Gene drive to wipe out mosquitoes

04 October 2018
Presented by Chris Smith.

Mosquitoes spread diseases like malaria, and they are rapidly becoming resistant to the insecticides used to control them. So scientists are looking at the potential of using a genetic technique, called a gene drive, to solve the problem. This involves engineering a gene-editing system into the insects that targets and inactivates a gene called dbx - or doublesex - that is needed for the insects to develop normally. Critically though, only female mosquitoes, which are also the ones that bite, are affected by the change. This means that males are left unaffected and can spread the genetic modification through the population; but affected female mosquitoes are unable to reproduce, and within 8 generations, the population crashes to zero. Chris Smith heard how it works from Imperial College's Andrea Crisanti...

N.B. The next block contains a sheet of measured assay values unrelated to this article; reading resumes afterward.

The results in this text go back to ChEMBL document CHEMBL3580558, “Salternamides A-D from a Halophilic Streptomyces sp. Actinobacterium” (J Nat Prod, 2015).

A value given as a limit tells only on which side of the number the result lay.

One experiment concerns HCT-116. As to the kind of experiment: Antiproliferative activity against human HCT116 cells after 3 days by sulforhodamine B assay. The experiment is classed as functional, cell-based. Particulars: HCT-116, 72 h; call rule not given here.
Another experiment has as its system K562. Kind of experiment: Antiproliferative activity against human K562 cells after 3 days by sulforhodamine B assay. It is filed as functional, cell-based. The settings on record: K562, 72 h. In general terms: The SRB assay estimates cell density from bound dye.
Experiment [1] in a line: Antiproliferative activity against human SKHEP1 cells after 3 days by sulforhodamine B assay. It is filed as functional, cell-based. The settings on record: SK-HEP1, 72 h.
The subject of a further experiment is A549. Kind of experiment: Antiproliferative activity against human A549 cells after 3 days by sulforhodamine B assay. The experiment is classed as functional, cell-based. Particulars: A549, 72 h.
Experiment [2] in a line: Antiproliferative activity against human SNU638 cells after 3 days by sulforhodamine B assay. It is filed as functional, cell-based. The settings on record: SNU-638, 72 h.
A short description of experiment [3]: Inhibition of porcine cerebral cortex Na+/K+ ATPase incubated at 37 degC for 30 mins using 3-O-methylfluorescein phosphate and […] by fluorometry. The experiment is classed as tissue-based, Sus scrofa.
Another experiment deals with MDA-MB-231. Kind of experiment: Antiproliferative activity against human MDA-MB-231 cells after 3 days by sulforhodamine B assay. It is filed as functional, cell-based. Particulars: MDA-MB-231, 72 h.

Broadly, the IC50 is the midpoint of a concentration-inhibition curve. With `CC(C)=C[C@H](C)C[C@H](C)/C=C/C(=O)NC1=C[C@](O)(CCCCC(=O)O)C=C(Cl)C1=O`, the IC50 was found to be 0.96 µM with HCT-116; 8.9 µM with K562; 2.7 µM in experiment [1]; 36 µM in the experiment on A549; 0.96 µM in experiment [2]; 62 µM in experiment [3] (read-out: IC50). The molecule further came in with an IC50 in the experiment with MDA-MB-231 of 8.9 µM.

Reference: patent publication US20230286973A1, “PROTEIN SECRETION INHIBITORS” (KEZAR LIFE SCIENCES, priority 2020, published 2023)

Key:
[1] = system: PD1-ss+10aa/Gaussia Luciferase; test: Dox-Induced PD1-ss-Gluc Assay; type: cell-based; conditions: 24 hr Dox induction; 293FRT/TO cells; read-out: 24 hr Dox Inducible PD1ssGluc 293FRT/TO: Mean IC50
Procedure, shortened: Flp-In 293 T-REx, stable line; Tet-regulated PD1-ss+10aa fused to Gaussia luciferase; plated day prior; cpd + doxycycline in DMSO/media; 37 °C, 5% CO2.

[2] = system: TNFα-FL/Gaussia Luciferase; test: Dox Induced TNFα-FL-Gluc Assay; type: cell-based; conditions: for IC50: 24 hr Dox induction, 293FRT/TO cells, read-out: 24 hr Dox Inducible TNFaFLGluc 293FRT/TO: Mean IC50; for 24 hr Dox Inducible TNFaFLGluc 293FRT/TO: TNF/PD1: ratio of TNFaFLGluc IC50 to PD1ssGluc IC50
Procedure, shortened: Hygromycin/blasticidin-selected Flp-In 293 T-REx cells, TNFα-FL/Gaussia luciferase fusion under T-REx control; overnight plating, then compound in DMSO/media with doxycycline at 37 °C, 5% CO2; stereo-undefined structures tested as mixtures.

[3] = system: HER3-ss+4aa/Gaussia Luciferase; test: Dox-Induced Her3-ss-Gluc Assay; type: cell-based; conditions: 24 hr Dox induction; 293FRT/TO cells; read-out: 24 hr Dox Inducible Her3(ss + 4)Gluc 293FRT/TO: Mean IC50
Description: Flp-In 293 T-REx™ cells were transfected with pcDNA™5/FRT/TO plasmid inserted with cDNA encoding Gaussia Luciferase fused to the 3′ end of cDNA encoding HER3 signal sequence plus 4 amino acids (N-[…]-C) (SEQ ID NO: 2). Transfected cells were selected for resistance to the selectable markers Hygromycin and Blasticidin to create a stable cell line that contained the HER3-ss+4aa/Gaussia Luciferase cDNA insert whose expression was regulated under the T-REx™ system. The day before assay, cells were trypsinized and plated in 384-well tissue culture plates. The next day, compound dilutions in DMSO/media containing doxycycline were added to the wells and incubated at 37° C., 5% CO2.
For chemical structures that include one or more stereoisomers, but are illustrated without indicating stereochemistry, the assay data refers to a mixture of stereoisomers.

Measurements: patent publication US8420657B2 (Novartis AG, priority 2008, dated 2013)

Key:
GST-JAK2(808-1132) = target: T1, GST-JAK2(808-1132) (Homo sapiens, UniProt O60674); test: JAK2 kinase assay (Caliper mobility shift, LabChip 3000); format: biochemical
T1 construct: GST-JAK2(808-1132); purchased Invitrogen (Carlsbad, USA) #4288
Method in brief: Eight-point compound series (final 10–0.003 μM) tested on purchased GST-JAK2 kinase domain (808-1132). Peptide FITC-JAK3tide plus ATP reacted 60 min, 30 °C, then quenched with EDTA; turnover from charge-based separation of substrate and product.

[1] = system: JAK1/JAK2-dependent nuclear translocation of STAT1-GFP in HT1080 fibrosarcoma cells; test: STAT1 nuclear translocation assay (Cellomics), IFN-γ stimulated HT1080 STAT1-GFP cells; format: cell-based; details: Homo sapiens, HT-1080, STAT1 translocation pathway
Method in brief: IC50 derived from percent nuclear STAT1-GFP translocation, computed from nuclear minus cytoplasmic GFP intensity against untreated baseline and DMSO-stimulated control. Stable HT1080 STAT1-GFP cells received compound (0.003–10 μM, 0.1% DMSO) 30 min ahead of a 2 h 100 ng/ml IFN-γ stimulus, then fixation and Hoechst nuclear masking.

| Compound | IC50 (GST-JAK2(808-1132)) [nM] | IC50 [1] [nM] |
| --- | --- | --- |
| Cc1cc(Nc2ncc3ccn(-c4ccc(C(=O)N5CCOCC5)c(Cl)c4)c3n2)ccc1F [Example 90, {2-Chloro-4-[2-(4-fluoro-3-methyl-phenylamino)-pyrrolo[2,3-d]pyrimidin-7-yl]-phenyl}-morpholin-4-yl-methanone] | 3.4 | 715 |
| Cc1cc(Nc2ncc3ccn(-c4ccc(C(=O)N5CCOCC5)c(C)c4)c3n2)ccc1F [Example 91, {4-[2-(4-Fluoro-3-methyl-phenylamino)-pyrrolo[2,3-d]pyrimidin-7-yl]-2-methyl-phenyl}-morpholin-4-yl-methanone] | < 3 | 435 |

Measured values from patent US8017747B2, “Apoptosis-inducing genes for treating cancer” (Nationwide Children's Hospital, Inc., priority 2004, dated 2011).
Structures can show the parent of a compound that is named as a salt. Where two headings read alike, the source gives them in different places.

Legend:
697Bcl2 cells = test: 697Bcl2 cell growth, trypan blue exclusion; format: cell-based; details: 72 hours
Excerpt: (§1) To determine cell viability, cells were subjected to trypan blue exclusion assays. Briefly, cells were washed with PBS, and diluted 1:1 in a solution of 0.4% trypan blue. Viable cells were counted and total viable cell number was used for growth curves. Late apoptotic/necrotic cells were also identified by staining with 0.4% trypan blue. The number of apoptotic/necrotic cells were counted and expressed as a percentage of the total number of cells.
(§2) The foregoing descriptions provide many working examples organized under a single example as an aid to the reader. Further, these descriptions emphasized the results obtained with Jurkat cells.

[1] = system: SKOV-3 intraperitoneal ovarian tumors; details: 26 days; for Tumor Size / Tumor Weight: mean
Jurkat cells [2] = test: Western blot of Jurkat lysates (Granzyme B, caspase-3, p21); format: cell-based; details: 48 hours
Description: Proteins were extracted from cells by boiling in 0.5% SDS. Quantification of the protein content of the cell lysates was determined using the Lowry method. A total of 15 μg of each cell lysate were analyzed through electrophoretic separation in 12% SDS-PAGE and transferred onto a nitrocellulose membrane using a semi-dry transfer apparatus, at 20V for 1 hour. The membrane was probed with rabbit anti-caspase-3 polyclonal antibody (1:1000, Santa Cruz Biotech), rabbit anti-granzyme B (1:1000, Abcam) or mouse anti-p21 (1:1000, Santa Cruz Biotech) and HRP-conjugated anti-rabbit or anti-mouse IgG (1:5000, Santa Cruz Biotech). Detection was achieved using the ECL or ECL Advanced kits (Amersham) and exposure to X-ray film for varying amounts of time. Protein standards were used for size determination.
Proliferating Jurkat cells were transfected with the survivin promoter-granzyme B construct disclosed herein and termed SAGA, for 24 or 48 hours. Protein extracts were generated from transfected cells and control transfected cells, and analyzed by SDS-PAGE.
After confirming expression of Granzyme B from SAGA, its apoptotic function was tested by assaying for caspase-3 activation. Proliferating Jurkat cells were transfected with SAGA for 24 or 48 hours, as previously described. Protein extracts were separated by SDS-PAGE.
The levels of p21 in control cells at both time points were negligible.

Reference: A crisPr–cas9 gene drive targeting doublesexcauses complete population suppression in caged Anopheles gambiae mosquitoes


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